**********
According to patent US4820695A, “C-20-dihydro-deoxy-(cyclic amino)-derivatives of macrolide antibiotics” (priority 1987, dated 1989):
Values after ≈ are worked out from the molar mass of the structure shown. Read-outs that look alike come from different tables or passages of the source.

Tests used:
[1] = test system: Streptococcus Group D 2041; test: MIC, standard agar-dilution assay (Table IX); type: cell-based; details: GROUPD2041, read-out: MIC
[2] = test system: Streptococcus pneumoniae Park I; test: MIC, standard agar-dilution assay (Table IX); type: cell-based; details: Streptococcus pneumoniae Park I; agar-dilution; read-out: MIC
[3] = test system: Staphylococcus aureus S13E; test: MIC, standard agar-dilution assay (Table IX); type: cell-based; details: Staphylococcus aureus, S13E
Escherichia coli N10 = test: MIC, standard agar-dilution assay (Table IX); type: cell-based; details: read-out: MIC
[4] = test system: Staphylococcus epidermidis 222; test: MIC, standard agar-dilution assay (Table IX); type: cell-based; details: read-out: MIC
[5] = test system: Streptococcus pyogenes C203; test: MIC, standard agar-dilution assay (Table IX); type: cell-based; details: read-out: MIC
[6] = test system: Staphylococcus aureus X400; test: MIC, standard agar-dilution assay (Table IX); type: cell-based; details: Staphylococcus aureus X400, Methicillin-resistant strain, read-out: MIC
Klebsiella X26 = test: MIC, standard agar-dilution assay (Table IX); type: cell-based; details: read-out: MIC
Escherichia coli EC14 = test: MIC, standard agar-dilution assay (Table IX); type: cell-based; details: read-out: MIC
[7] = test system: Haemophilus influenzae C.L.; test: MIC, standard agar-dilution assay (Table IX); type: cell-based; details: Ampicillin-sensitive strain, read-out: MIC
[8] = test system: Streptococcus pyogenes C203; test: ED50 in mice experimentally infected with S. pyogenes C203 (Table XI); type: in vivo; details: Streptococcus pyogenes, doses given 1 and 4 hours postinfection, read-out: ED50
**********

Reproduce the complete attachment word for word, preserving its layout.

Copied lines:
According to patent US4820695A, “C-20-dihydro-deoxy-(cyclic amino)-derivatives of macrolide antibiotics” (priority 1987, dated 1989):
Values after ≈ are worked out from the molar mass of the structure shown. Read-outs that look alike come from different tables or passages of the source.

Tests used:
[1] = test system: Streptococcus Group D 2041; test: MIC, standard agar-dilution assay (Table IX); type: cell-based; details: GROUPD2041, read-out: MIC
[2] = test system: Streptococcus pneumoniae Park I; test: MIC, standard agar-dilution assay (Table IX); type: cell-based; details: Streptococcus pneumoniae Park I; agar-dilution; read-out: MIC
[3] = test system: Staphylococcus aureus S13E; test: MIC, standard agar-dilution assay (Table IX); type: cell-based; details: Staphylococcus aureus, S13E
Escherichia coli N10 = test: MIC, standard agar-dilution assay (Table IX); type: cell-based; details: read-out: MIC
[4] = test system: Staphylococcus epidermidis 222; test: MIC, standard agar-dilution assay (Table IX); type: cell-based; details: read-out: MIC
[5] = test system: Streptococcus pyogenes C203; test: MIC, standard agar-dilution assay (Table IX); type: cell-based; details: read-out: MIC
[6] = test system: Staphylococcus aureus X400; test: MIC, standard agar-dilution assay (Table IX); type: cell-based; details: Staphylococcus aureus X400, Methicillin-resistant strain, read-out: MIC
Klebsiella X26 = test: MIC, standard agar-dilution assay (Table IX); type: cell-based; details: read-out: MIC
Escherichia coli EC14 = test: MIC, standard agar-dilution assay (Table IX); type: cell-based; details: read-out: MIC
[7] = test system: Haemophilus influenzae C.L.; test: MIC, standard agar-dilution assay (Table IX); type: cell-based; details: Ampicillin-sensitive strain, read-out: MIC
[8] = test system: Streptococcus pyogenes C203; test: ED50 in mice experimentally infected with S. pyogenes C203 (Table XI); type: in vivo; details: Streptococcus pyogenes, doses given 1 and 4 hours postinfection, read-out: ED50